In a game last week, an official's crew administered an OT starting from the 10 yd line rather than the 25 yard line...I can't believe that there is a crew out there that doesn't know the actual format of OT in HS currently!



The overtime procedure is a WIAA adaptaion to the NFHS rules (like the 35 point running clock) but still a big mistake. It has been from the 25 for at least 4 years now. Didn't the coaches say anything?
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coach40
whistleblower1 wrote:
Previous to this season, the penalty for Defensive Pass Interference (DPI) was 15 yards from the previous spot and automatic first down. The penalty for Offensive Pass Interference (OPI) was 15 yards from the previous spot and loss of down. As anyone can imagine, 15 and LOD is a drive killer. For the past few years there were proposals to eliminate the loss of down on OPI thinking that the 15 yards was penalty enough. Those proposals fail several times. During this past off-season, it came up again. As a compromise, the loss of down was removed for OPI as was the automatic first down for DPI.

No NFHS rule would ever automatically place the ball at the one yard line. In your situation, the correct enforcement would be half the distance to the goal and replay the down. It would then be 4/goal @ B4.

Personally, I agree with the change. I feel the 15 and LOD is an excessive penalty. Talking with my fellow officials, many of us agreed that if they took out the LOD, it would be fair to remove the automatic first down also. My second choice would have been to make OPI 5 yards and LOD.



It takes out the automatic first down but in all reality unless it is 4th or whatever and 16 or more it will be a first down. Am i correct?
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whistleblower1
As long as the line-to-gain is less that 15 yards away, you are correct coach.
Without officials, it would just be recess!
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cbjj
Thank you for your explanation. I didn't dispute the rule I was just wondering why the change. I guess it my eyes it would be better to give the down back on OPI and still allow the automatic first down on DPI, but I see why they wanted to even it out. The goal line situation as it stands right now isn't a good situation because I even heard our teams DC yell out, if you're beat just tackle him. I mean if it's 4th and goal what do you have to loose, only half the distance. I also didn't realize that these rules are changed at a national level. Thank you for correcting me.

Here's another situation: The quarterback is under pressure in the end-zone and heaves the ball down field. I was at a game last night that this happened. It lands about 5 yards away from a receiver. To be honest, the receiver didn't even know it was coming. If he had he probably could have caught it. The ball lands incomplete and the refs get together and say it was intentional grounding on the quarterback in the end zone.....Safety. The offensive team wants an explanation and they are told the quarterback had no idea there was a receiver in the area and just threw it up, and the fact that there was a receiver right there doesn't matter. The quarterback didn't know that there was a reciever there. Is this a correct interpretation of the rule?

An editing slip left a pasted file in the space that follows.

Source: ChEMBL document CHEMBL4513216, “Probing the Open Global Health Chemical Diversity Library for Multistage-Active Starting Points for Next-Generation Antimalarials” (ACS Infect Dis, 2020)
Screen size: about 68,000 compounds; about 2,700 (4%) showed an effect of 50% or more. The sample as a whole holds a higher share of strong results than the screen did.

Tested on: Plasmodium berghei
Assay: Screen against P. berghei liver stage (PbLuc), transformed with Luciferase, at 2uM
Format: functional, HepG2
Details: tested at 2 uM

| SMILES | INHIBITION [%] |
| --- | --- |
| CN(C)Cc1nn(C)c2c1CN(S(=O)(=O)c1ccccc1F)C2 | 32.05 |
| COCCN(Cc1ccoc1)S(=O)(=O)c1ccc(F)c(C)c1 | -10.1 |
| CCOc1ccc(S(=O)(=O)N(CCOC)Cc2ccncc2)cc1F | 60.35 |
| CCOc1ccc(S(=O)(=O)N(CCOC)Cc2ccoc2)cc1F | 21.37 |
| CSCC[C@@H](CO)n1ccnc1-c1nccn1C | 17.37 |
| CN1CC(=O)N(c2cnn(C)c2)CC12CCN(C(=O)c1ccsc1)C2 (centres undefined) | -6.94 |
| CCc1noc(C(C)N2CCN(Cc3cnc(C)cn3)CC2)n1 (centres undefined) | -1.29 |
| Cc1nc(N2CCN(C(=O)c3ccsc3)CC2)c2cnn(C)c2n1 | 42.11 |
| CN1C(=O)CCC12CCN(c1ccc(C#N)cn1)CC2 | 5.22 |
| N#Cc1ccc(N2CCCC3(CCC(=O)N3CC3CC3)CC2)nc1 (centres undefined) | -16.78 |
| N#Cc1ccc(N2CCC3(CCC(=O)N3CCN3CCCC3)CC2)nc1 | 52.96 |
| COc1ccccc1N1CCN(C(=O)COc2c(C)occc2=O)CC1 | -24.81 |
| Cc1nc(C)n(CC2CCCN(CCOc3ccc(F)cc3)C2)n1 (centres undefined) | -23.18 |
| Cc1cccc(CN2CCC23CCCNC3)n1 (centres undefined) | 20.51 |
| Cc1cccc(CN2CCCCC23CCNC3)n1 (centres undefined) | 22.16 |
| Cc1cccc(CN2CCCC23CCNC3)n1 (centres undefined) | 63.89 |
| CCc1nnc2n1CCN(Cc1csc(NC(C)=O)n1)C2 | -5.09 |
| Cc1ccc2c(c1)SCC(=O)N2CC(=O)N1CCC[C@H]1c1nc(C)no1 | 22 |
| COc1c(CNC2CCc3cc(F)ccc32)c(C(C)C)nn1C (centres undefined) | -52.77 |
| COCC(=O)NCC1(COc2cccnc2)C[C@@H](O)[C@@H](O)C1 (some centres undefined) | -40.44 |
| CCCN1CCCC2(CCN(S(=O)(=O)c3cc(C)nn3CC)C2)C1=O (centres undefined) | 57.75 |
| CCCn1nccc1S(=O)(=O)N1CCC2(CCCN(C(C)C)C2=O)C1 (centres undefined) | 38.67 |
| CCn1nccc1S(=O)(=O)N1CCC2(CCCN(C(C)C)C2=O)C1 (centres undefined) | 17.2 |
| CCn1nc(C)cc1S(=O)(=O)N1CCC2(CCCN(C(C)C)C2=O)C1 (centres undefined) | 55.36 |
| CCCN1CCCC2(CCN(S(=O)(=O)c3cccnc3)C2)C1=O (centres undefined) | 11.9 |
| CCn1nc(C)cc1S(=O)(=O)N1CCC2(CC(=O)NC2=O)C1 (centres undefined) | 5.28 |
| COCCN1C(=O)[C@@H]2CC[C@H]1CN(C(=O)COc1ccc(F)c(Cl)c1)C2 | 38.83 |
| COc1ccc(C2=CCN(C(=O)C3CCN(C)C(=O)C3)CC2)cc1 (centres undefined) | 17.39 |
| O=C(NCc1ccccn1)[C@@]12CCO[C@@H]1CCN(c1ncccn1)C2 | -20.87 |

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db11
Are refs in the business of getting inside the mind of a player?

That interpretation seems a little strange.
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billybobble
Hey Mr. Ref; What would the call be if it was late in the game and with the final seconds ticking away and the offense had no time outs left but were obviously going to spike the ball to stop the clock and a real heavy-set defensive player just plops on the ball after the previous play and refuses to get up.

Just deny the offense a chance for the spike and end the game?
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cbjj
Ill concede that he probably just threw it up, but how does anyone know? The Qb should know the routes his receivers are running and it's possible he threw it where someone should be. The fact the ball landed within 5 yards of a receiver made the call very easy for the referee. All he has to say is there was a receiver right there. Instead I felt he majorly overcomplicated the situation and played mind reader. I thought our HC said it perfectly, he asked if our receiver would have caught the ball would it still be a safety? In this interpretation of the rule the ref would have to again read the Qbs mind and say he didn't know the guy was there and it would be a safety. My thinking always is to keep it simple.
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levelm
Illegal forward passes include:

e. A pass intentionally thrown to save loss of yardage or conserve time. (Intentional Grounding)

But exactly like db11 said a ref can't know if the QB knew a receiver was there, if there was one in the area it would be extremely unusual for a crew to have a flag. There is a comment in the case book that the official can use several factors to determine whether the pass was thrown to save yardage and they include the skill of the passer and the defensive pressure.

So cbjj do you think the qb in your situation was just trying to save a sack or was he trying to complete the pass?